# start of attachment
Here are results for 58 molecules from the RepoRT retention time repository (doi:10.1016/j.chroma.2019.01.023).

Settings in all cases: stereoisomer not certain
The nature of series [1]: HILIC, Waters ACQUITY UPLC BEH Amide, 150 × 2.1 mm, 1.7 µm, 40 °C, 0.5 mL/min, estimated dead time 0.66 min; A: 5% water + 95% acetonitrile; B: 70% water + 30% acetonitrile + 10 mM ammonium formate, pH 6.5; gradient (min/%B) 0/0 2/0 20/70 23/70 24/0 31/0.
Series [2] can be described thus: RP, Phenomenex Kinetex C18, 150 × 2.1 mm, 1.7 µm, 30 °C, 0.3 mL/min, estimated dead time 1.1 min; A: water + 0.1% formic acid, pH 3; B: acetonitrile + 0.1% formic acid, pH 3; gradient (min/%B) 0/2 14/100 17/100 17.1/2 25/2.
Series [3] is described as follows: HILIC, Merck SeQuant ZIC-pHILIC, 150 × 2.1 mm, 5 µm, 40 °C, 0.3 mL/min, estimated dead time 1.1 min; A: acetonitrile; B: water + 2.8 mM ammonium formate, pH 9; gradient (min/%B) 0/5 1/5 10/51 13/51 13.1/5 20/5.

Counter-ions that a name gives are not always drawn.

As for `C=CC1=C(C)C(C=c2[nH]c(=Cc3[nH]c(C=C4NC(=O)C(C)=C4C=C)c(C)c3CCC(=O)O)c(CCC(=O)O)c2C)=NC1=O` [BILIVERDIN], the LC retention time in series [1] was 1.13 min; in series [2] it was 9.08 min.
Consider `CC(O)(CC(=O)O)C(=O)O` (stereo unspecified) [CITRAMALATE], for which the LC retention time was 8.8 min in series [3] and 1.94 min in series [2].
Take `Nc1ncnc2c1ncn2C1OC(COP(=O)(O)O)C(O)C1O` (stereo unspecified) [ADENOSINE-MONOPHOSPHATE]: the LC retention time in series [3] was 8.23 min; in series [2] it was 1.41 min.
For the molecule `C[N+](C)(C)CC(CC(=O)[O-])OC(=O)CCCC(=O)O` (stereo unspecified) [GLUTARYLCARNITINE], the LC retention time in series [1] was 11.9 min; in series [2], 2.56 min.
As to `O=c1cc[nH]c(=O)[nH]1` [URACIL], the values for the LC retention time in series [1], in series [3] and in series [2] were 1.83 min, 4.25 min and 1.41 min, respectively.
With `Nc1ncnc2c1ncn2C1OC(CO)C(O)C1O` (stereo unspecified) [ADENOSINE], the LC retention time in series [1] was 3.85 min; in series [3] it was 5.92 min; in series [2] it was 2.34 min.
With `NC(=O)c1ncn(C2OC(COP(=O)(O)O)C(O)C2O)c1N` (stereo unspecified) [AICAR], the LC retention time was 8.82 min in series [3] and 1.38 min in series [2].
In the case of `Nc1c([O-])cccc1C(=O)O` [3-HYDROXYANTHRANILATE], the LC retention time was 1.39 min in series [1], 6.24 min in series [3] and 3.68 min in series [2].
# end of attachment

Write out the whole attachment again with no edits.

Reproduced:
Here are results for 58 molecules from the RepoRT retention time repository (doi:10.1016/j.chroma.2019.01.023).

Settings in all cases: stereoisomer not certain
The nature of series [1]: HILIC, Waters ACQUITY UPLC BEH Amide, 150 × 2.1 mm, 1.7 µm, 40 °C, 0.5 mL/min, estimated dead time 0.66 min; A: 5% water + 95% acetonitrile; B: 70% water + 30% acetonitrile + 10 mM ammonium formate, pH 6.5; gradient (min/%B) 0/0 2/0 20/70 23/70 24/0 31/0.
Series [2] can be described thus: RP, Phenomenex Kinetex C18, 150 × 2.1 mm, 1.7 µm, 30 °C, 0.3 mL/min, estimated dead time 1.1 min; A: water + 0.1% formic acid, pH 3; B: acetonitrile + 0.1% formic acid, pH 3; gradient (min/%B) 0/2 14/100 17/100 17.1/2 25/2.
Series [3] is described as follows: HILIC, Merck SeQuant ZIC-pHILIC, 150 × 2.1 mm, 5 µm, 40 °C, 0.3 mL/min, estimated dead time 1.1 min; A: acetonitrile; B: water + 2.8 mM ammonium formate, pH 9; gradient (min/%B) 0/5 1/5 10/51 13/51 13.1/5 20/5.

Counter-ions that a name gives are not always drawn.

As for `C=CC1=C(C)C(C=c2[nH]c(=Cc3[nH]c(C=C4NC(=O)C(C)=C4C=C)c(C)c3CCC(=O)O)c(CCC(=O)O)c2C)=NC1=O` [BILIVERDIN], the LC retention time in series [1] was 1.13 min; in series [2] it was 9.08 min.
Consider `CC(O)(CC(=O)O)C(=O)O` (stereo unspecified) [CITRAMALATE], for which the LC retention time was 8.8 min in series [3] and 1.94 min in series [2].
Take `Nc1ncnc2c1ncn2C1OC(COP(=O)(O)O)C(O)C1O` (stereo unspecified) [ADENOSINE-MONOPHOSPHATE]: the LC retention time in series [3] was 8.23 min; in series [2] it was 1.41 min.
For the molecule `C[N+](C)(C)CC(CC(=O)[O-])OC(=O)CCCC(=O)O` (stereo unspecified) [GLUTARYLCARNITINE], the LC retention time in series [1] was 11.9 min; in series [2], 2.56 min.
As to `O=c1cc[nH]c(=O)[nH]1` [URACIL], the values for the LC retention time in series [1], in series [3] and in series [2] were 1.83 min, 4.25 min and 1.41 min, respectively.
With `Nc1ncnc2c1ncn2C1OC(CO)C(O)C1O` (stereo unspecified) [ADENOSINE], the LC retention time in series [1] was 3.85 min; in series [3] it was 5.92 min; in series [2] it was 2.34 min.
With `NC(=O)c1ncn(C2OC(COP(=O)(O)O)C(O)C2O)c1N` (stereo unspecified) [AICAR], the LC retention time was 8.82 min in series [3] and 1.38 min in series [2].
In the case of `Nc1c([O-])cccc1C(=O)O` [3-HYDROXYANTHRANILATE], the LC retention time was 1.39 min in series [1], 6.24 min in series [3] and 3.68 min in series [2].